January 26 – February 24, 2017
Creative Growth Art Center presents Gender Bender, an exhibition featuring work by artists exploring the myriad ways we define and question, relish and refuse, and perform and transcend gender norms.
Some artists at Creative Growth challenge the very notion that a body can be categorized at all whereas others deal with the signs and symbols associated with gender roles. Casey Byrnes creates ceramic sculptures of naked figures with certain body parts unabashedly elongated while Terri Bowden’s portraits of public figures are made ambiguous by the addition of blond hair and rosy red lips. Similarly dealing with gender and the body, Aurie Ramirez depicts disembodied hands and feet with black painted nails and laden with bold jewelry, revamping universal appendages into a question of gender specificity.
Also featured, John Hiltunen’s signature collages cut from fashion magazines combine flawlessly dressed models with incongruent landscapes and surprisingly well-suited animal heads; the gendered signals of fashion are at once made apparent and odd. Others, like John Martin’s graphic truck with bold type, Heather Edgar’s luscious make-up kit, and Juan Aguilera’s vibrant painting of underwear with female reproductive organs, illustrate how the objects we encounter in the everyday are often subtly infused with gendered ideas.
VIEWING ROOM: Ron Veasey Upstairs in the viewing room discover Ron Veasey’s large-scale portraits. Some regal and elegant while others feel eerie and ambiguous, these stylized portraits illustrate Veasey’s unique capacity to depict the subtleties of human expression with minimal visual information.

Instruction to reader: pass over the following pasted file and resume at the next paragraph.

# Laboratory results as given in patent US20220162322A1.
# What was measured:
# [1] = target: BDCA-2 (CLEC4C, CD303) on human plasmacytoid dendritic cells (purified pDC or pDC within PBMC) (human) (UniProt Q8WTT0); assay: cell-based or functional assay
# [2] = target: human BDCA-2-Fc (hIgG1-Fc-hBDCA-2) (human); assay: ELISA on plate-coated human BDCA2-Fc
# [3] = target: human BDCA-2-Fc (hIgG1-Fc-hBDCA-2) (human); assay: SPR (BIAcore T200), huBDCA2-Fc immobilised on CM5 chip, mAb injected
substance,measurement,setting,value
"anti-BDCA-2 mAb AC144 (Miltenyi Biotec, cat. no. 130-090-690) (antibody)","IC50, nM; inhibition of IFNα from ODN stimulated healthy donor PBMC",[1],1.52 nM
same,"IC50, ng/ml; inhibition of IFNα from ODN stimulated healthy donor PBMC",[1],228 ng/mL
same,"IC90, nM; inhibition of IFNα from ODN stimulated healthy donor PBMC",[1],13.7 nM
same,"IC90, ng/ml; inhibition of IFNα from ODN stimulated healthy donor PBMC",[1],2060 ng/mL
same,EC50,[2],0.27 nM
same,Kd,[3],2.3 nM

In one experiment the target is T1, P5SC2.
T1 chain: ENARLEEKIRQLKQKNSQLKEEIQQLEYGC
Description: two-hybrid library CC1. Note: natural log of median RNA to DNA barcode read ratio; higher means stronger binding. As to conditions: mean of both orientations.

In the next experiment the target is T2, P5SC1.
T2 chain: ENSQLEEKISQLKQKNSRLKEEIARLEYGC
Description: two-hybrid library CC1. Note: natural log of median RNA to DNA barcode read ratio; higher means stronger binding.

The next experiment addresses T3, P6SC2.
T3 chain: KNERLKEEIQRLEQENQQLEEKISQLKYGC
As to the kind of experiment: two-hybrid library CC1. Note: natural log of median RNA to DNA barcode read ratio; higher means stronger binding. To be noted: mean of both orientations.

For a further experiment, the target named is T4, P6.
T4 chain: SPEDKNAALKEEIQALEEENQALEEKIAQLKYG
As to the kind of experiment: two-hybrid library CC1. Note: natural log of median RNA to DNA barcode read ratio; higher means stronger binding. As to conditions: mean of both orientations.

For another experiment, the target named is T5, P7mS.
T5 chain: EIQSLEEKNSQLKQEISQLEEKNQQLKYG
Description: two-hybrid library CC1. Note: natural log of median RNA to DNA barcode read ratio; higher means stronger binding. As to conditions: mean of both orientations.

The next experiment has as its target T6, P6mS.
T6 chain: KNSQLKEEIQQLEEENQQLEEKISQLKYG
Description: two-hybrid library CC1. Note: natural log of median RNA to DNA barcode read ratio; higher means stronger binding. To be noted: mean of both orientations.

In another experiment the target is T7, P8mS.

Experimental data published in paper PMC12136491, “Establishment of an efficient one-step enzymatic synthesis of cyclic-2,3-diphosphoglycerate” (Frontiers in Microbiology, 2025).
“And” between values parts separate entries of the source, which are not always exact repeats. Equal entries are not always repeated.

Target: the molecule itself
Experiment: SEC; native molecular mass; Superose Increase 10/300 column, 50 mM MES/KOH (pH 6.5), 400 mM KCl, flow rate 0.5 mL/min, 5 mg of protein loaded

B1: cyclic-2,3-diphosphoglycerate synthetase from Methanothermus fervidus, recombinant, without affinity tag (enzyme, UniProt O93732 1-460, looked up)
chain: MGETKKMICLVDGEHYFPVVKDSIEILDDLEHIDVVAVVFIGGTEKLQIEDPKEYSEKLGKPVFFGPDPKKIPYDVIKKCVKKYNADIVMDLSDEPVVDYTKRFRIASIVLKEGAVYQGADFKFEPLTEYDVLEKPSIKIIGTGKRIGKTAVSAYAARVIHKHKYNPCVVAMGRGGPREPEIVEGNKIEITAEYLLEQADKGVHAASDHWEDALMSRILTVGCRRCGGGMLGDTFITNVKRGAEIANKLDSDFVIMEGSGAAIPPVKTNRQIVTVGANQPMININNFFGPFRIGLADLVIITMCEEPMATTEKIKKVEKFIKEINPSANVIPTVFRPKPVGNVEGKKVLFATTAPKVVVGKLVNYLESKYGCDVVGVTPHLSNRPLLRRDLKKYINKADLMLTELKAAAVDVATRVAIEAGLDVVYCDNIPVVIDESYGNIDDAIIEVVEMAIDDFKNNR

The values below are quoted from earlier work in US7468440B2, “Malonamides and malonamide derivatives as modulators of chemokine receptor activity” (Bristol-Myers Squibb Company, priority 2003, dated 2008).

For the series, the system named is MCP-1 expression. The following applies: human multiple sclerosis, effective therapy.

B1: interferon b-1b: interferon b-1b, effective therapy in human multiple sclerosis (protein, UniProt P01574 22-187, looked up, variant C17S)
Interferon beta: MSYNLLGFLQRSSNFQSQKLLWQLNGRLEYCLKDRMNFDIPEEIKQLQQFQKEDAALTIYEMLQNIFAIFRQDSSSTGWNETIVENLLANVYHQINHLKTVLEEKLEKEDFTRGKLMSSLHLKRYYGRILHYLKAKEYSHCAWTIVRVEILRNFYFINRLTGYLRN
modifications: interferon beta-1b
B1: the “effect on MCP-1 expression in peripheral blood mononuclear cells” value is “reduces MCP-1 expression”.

Exhibition Opening: THURSDAY January 26 MEMBERS’ PREVIEW: 11AM - 2PM MAIN EVENT: 5PM - 8PM LIVE MUSIC by CELLO JOE BAR + SNACKS
BY KELLY & CO. Season 201 Episode 032 | February 16, 2017
Kelly & Co. speaks with our Director, Tom di Maria, about Gender Bender. Listen to interview here.
BY PRISCILLA FRANK HuffingtonPost.com | Arts & Culture | February 9, 2017
In her 1940 “Self Portrait with Cropped Hair,” Frida Kahlo paints herself in a menswear suit, her long locks lopped off and scattered across the floor like strands of seaweed. In her hand she wields her scissors like a weapon, eyeing the viewer as if posing a challenge.
The portrait casts Kahlo as an artist twice over ― not only does she render her androgynous semblance in paint, but she also constructs her gender-fluid persona in real life, over and over again, with every flowing skirt, menswear suit, floral garland or untamed unibrow.
Kahlo is but one in a long line of artists who have used their bodies and their work as sites to exaggerate, manipulate and topple conventional associations of masculinity and femininity. An exhibition currently on view at Creative Growth, titled “Gender Bender,” features contemporary artists who complicate the gender binary through observation, creativity and play ― both on and off the canvas.